Reviewed December 2014
by Timothy Dike
New from Robert Gehringer and Antonio Bonomi is this hard bound book on the "Tirpitz Volume 1, a beast is born". It covers the ship from it's construction in 1936 to her first time at Gotenhafen (Hitler's visit in May '41, shortly before the Bismarck sortie). That's over 170 pages just on these early year and those photos are extensive with around 300. Many have never appeared in print before and some are in color. The book is dual language with both German and English text. 

I don't think I have ever seen a book that so thoroughly documents the construction and movement of a ship as it was built and fitted out. There are charts and maps showing not only the ships track from the slips to the docks, but even the engineering studies of stress loads on the hull during the process. While the Tirpitz may be the star of the show, there is some really fascinating sights all around the ship as you get a good look at the facilities in the background. Tugs, destroyers, yachts, auxiliaries, buildings, cranes, floating dry-docks, and railroad equipment can all be seen in and around her. For those who like building dioramas, this book is a gold mine.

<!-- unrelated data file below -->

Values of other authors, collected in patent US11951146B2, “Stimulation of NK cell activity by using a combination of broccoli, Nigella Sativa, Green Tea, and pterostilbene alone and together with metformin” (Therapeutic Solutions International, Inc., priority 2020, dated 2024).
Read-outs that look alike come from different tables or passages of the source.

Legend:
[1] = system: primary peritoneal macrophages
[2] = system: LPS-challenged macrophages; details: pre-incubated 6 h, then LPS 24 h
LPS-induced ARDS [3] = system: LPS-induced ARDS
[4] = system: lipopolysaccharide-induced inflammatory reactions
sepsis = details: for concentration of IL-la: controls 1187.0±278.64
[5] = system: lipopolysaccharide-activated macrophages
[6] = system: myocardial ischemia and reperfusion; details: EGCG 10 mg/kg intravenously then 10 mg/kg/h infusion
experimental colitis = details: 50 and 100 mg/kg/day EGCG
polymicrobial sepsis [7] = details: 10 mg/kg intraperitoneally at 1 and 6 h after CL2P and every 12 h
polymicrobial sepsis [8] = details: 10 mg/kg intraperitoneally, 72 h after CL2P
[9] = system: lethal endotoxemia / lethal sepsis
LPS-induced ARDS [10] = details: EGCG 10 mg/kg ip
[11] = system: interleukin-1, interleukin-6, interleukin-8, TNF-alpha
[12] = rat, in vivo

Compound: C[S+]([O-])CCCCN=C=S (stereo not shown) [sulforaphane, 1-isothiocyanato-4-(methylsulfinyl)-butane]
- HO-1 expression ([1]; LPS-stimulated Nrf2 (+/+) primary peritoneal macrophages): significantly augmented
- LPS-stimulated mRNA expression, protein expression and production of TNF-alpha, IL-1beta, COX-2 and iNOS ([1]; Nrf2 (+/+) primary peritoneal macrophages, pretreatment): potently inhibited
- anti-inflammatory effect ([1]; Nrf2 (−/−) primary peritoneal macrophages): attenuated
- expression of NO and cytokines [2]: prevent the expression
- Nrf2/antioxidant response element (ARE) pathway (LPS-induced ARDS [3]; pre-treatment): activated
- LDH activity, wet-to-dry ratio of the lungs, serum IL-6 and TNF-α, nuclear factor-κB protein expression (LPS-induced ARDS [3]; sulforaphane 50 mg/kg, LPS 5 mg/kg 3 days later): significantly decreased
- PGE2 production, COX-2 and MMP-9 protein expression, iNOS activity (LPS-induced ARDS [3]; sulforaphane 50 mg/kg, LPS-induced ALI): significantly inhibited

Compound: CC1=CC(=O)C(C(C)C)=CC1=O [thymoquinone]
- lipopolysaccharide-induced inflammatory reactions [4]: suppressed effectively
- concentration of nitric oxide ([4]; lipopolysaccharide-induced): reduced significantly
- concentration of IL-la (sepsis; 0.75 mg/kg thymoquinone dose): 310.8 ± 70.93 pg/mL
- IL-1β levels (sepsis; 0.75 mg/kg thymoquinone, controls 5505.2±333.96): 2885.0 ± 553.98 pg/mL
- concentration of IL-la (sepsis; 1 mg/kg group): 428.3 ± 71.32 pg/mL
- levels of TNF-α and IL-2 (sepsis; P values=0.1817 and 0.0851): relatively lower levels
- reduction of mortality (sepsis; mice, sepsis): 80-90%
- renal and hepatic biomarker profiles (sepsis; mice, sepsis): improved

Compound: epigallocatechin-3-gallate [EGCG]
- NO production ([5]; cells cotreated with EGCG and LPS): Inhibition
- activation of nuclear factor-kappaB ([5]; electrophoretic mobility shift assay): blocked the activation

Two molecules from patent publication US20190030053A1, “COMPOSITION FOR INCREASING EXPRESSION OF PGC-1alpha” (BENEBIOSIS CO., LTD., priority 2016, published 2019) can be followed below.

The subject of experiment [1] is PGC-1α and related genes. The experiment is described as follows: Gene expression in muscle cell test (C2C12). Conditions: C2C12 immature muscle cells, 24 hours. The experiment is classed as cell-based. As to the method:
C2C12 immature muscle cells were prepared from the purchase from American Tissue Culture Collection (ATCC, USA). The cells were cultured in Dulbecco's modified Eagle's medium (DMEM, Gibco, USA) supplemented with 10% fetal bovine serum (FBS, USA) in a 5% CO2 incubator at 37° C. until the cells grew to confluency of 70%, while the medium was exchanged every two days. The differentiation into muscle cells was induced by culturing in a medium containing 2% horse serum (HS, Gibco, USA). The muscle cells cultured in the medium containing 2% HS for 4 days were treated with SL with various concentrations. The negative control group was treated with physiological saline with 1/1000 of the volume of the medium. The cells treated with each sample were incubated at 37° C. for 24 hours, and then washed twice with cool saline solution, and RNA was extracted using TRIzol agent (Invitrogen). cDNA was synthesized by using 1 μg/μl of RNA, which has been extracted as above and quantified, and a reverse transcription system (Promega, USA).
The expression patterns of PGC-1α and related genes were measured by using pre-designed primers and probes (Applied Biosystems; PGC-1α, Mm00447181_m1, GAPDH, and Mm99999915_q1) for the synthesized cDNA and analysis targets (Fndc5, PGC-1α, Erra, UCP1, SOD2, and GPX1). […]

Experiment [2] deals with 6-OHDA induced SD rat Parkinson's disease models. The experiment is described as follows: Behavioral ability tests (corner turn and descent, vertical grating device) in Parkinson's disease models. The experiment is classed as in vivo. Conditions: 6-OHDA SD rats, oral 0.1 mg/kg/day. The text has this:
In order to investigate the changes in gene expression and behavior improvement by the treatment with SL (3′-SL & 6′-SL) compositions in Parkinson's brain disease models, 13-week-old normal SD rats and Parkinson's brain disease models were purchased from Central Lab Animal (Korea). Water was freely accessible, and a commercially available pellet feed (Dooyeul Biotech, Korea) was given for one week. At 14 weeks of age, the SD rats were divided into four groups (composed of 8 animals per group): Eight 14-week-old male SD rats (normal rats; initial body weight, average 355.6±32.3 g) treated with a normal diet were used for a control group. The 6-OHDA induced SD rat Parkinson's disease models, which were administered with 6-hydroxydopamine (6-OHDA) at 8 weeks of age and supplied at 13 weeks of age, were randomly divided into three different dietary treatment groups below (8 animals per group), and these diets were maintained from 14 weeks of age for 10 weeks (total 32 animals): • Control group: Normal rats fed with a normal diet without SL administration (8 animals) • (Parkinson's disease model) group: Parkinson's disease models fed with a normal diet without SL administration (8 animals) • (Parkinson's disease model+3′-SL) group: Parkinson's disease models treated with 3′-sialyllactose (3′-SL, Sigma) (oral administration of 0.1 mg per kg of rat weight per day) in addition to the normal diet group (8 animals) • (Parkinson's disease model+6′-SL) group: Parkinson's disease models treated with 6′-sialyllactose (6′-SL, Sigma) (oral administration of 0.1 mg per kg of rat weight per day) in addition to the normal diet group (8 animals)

There are color profiles showing some of the paint jobs worn during this period. Take note of the one with the building windows on one side. Photos back up these camo jobs. Some information on the proper handling the Arados is covered. You can almost follow along as the Tirpitz puts to see for the first time. Another fascinating section is the then-and-now photos showing how some of the key photo locations look today. 

click images to enlarge

 You can purchase this book online at the Bismarck-Tirpitz site for 49,95 € or about 63.00 US at today's rates. The site is in German, but you can use Goggle translator service to make it easier to navigate. This is a fascinating read for the naval enthusiast, and I am eagerly looking forward to future volumes (note the s). Rumor has it that there are many stacks of unpublished photos for future volumes. I would urge modelers and historians alike to get a copy and help support this publisher so we can see more in the future.